Written by Terence Fisher
Directed by Terence Fisher
Starring Barbara Payton, James Hayter, Stephen Murray, John Van Eyssen
US Release June 15, 1953
RT 81 min.
Home Video Starz/Anchor Bay
Classic Horrors rating = 7 (out of 10)
Warning: review contains plot spoilers.
Until it completely squanders its opportunity for an amazing twist ending, I really enjoyed Hammer Films’ early attempt at a Frankenstein-like story, Four Sided Triangle. This one is played strictly for the drama, though, and not the horror, as three scientists develop a “Reproducer” or “Duplicator” machine that uses matter to create energy that will make an exact replica in a clear chamber of an item placed in another clear chamber.
It doesn’t take long for a savvy movie-watcher to realize that one of the men, Bill (Stephen Murray), wants to advance the testing from only inanimate objects to include living creatures. Ultimately, this is so he can create a copy of Lena (Barbara Payton) all for himself, when her romantic interest lies with Robin (John Van Eyssen). Once he solves the small problem of mice and rabbits dying during the process, and receives permission from Lena, he’s able to create her doppelganger, whom he names Helen.
Bill is not a mad scientist. He’s not doing his work for revenge or because he has a God Complex. He simply wants the other guy’s girl and is polite enough to do it without a backstabbing betrayal of their lifetime friendship. Sure, it’s ethically and morally questionable, but he really means no harm. And if Helen had been created as a less-than-exact duplicate without Lena’s memories, which include her feelings towards Robin, it would have all worked out fine.
Dr. Harvey (James Hayter), an old family friend who is there from the beginning when the three children played in the barn that would later become their laboratory, narrates the story. When Bill’s mother dies, Harvey becomes his guardian. He’s his friend and confidante for the rest of their lives, obtaining cash for their project after the $1,000 from Robin’s father is spent. He’s also the man to whom Bill talks about Lena, a paradox, “Silly, wonderful Lena doesn’t know what she wants. I do. I want her.”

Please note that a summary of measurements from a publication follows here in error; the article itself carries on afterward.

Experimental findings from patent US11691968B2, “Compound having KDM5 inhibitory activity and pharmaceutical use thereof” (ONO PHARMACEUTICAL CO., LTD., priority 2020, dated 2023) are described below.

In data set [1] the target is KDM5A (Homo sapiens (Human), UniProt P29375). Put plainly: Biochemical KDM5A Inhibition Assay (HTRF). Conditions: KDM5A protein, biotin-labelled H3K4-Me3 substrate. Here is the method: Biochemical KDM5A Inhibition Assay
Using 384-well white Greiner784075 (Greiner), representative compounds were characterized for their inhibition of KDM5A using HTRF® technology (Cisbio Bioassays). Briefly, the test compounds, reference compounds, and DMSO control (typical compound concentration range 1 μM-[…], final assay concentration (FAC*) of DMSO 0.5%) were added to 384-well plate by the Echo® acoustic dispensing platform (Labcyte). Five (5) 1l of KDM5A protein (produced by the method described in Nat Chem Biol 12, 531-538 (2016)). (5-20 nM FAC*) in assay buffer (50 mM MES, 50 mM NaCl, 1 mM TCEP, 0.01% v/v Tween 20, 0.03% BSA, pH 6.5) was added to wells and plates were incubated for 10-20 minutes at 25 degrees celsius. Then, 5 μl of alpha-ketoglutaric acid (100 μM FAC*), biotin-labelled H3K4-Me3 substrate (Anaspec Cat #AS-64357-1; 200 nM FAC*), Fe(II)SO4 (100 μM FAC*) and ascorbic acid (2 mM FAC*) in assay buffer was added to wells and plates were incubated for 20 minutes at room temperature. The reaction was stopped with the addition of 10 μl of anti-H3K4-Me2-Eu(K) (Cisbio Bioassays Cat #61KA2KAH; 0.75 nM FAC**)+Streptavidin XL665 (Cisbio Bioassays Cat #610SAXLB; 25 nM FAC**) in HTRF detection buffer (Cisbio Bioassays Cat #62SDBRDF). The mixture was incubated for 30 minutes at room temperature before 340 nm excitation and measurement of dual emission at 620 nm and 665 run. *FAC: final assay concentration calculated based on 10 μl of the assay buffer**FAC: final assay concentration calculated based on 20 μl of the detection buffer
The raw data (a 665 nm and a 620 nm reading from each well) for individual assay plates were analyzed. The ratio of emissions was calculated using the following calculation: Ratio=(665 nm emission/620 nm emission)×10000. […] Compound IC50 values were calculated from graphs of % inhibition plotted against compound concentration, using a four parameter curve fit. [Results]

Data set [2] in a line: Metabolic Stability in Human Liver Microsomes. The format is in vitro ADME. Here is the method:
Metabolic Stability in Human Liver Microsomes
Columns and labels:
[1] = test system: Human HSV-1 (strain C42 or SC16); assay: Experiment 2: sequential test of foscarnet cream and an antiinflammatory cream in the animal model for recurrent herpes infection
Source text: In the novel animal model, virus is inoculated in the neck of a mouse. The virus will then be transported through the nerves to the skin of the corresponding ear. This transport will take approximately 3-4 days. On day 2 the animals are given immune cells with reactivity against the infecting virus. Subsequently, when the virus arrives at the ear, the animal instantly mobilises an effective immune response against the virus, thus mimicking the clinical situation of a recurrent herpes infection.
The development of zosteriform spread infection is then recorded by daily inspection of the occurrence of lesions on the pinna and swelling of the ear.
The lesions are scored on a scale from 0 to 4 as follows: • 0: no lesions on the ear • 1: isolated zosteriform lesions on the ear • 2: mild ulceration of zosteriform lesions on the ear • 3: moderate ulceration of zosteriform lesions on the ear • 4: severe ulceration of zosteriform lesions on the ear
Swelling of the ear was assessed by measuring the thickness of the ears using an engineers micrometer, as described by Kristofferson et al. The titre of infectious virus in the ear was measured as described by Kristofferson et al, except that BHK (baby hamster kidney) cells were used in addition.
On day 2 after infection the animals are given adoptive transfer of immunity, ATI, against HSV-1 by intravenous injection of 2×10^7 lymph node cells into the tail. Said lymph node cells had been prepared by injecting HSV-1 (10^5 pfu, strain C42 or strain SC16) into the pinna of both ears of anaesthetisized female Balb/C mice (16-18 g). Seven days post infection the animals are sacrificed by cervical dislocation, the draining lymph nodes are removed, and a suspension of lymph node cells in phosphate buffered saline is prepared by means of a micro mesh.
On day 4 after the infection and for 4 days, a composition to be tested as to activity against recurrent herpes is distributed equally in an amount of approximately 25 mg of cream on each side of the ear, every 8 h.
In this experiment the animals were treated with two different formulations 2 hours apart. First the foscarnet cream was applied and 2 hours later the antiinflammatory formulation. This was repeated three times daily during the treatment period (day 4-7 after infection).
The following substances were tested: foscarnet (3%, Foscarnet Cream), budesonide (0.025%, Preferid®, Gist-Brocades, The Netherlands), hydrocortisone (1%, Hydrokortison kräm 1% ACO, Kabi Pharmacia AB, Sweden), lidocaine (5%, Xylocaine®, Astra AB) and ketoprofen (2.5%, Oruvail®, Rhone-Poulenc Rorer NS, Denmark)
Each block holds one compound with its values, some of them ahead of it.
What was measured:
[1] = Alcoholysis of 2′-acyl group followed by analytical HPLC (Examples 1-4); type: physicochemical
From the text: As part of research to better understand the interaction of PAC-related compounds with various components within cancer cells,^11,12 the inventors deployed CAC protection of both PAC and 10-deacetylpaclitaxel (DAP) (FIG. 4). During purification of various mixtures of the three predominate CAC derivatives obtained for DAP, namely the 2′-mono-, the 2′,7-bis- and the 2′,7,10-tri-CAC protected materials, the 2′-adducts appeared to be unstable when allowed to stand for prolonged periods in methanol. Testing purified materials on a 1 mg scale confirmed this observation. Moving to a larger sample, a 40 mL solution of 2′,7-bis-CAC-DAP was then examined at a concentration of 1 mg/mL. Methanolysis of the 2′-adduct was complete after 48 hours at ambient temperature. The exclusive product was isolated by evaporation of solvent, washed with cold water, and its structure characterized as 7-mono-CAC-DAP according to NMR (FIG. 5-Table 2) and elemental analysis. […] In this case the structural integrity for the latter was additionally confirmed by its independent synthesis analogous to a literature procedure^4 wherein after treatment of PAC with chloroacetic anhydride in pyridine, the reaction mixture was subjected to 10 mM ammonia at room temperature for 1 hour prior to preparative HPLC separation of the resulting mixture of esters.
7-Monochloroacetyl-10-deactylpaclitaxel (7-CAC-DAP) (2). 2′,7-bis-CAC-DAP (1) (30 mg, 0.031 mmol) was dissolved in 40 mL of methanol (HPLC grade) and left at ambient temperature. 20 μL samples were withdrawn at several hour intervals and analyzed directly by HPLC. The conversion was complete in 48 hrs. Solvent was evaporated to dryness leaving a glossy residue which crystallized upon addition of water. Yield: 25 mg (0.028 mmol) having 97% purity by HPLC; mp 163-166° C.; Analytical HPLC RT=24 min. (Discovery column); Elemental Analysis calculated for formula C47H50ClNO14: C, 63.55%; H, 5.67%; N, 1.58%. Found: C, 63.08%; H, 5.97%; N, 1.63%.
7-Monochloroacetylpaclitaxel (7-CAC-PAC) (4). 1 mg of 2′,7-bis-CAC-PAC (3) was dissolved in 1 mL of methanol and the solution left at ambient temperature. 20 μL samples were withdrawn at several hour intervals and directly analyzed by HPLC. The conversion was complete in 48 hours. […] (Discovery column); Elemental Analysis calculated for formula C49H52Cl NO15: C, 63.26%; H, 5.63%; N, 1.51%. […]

The subject matter of creating such a device is treated realistically. When demonstrated to Robin’s father, he wants to get hold of the proper authorities. I mean, if it can reproduce “anything,” that might mean things like atom bombs. It is the 1950s. The boys don’t seem too interested in what happens next. Robin wants to marry Lena and go on holiday and Bill wants to, well, I’ve already explained that part of it. Perhaps not fully understanding it, Lena agrees to participate in the creation of her “twin sister.”
Helen is not just her twin, as she realizes near the end of Four Sided Triangle. She is Lena, her image and everything. (Her first waking thought was of Robin.) When Bill then realizes it’s all gone wrong, he admits he only wanted two things: knowledge and love. “I used the first to make the other.” There’s a solution for even this, though. Thought is an electrical process. At the end of a new experiment, she’ll wake up with no memories and no regrets. Helen agrees, “You’re right, Bill, a new mind and a new beginning.”
That’s when things really go wrong and the lab erupts in flames. A woman survives, but is it Lena or Helen? It’s not so easy to tell since this woman has lost her memory either by the experiment or by the explosion. There is a way to identify her; the subject of the experiment would have two tiny scars on the back of her neck. The anti-climactic revelation clearly indicates that we’re not in the ingenious world of The Twilight Zone, where a shocking twist could have been manipulated.
Instead, we’re in the early 1950’s world of science fiction, where significant issues are raised, but only in passing. This is nothing but a love story taking place in a technological surrounding, much like Hammer’s Spaceways, which was released in the United States a mere two months later. The unusual title makes perfect sense. What would you call a love triangle when the woman involved is really two people? Like its title, though, Four Sided Triangle doesn’t end up being as fascinating as it sounds.
Tomorrow: Spaceways (1953)!